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Lending Corruption and Bank Loan Contracting: Cross-Country Evidence
|Title:||Lending Corruption and Bank Loan Contracting: Cross-Country Evidence|
Bank Loan Contracting
|Date Issued:||22 Aug 2018|
|Abstract:||Lending corruption is an important agency problem for banks. Using data from the World Bank Business Environmental Survey, we find that in countries with more corruption, banks give more favorable loan terms to borrowers. This relation is stronger when firms are under more financing constraints, consistent with corruption being important to obtaining favorable loan terms when the supply of debt capital is tighter. In line with the expectation that monitoring constrains agency problems, this relation is weaker in countries with higher foreign ownership of banks or where Protestantism is the primary religion. In the syndicated loan market, participant banks are inclined to lend less in countries where lending corruption is more prevalent. Firms in countries with greater corruption prefer private bank debt over public bonds and are more leveraged. Banks in countries with more lending corruption have poor loan quality, worse earnings performance, and are more susceptible to trouble during a financial crisis. Overall, our findings suggest that corruption greases the wheels for borrowers but is detrimental to bank shareholders.|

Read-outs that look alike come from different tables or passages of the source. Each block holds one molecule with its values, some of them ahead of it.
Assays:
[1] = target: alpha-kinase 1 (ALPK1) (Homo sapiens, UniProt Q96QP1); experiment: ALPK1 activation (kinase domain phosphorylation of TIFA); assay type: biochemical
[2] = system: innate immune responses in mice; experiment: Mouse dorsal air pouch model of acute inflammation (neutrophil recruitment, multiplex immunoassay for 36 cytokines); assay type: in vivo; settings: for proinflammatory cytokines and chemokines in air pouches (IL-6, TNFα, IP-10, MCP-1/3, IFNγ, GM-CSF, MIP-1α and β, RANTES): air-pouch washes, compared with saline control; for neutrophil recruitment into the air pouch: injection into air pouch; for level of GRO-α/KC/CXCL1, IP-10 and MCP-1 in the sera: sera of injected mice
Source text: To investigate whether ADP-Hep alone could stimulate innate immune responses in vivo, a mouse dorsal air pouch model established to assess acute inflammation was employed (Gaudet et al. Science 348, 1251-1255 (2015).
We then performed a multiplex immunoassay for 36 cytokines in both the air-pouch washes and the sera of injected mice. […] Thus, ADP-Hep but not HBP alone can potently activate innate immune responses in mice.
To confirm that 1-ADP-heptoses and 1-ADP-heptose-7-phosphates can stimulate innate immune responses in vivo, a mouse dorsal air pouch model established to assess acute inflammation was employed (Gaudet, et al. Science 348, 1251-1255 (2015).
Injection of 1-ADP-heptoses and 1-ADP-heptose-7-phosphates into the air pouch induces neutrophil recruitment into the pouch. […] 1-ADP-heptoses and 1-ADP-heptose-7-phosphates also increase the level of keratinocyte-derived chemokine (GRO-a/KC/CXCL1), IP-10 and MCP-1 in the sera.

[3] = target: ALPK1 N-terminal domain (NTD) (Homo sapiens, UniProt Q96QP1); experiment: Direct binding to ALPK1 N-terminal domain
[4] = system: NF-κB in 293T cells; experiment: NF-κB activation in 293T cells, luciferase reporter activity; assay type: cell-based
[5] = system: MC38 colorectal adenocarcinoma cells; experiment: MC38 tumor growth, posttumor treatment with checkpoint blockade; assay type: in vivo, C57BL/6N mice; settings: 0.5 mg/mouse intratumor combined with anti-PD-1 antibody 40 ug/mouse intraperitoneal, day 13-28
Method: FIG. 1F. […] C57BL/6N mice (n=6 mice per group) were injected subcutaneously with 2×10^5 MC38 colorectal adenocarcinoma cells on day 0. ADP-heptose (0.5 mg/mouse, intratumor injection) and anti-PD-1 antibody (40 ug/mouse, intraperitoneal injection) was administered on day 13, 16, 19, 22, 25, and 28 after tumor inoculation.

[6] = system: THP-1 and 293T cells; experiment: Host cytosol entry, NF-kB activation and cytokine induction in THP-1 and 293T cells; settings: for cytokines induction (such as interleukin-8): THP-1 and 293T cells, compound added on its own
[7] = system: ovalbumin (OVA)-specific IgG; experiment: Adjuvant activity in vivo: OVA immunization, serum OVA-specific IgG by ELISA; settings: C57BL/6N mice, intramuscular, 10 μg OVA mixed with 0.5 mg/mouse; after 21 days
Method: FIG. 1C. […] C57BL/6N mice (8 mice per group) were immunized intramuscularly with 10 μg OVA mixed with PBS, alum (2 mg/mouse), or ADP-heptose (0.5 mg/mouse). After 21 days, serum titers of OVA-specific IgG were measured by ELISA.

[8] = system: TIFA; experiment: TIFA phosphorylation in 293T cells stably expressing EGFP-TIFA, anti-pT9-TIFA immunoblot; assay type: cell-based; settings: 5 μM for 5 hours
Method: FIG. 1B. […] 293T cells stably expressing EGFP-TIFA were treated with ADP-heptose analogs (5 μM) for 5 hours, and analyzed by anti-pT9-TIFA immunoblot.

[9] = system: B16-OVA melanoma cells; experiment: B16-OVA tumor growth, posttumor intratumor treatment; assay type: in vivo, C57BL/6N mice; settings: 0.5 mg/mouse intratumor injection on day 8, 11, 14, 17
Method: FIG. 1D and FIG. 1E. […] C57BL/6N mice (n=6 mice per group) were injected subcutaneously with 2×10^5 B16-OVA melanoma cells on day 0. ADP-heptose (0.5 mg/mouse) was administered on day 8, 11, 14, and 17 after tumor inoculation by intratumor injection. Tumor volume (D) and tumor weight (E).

|Appears in Collections:||
16 Financial: Debt and derivative instruments/Creditor protection/Risk management|
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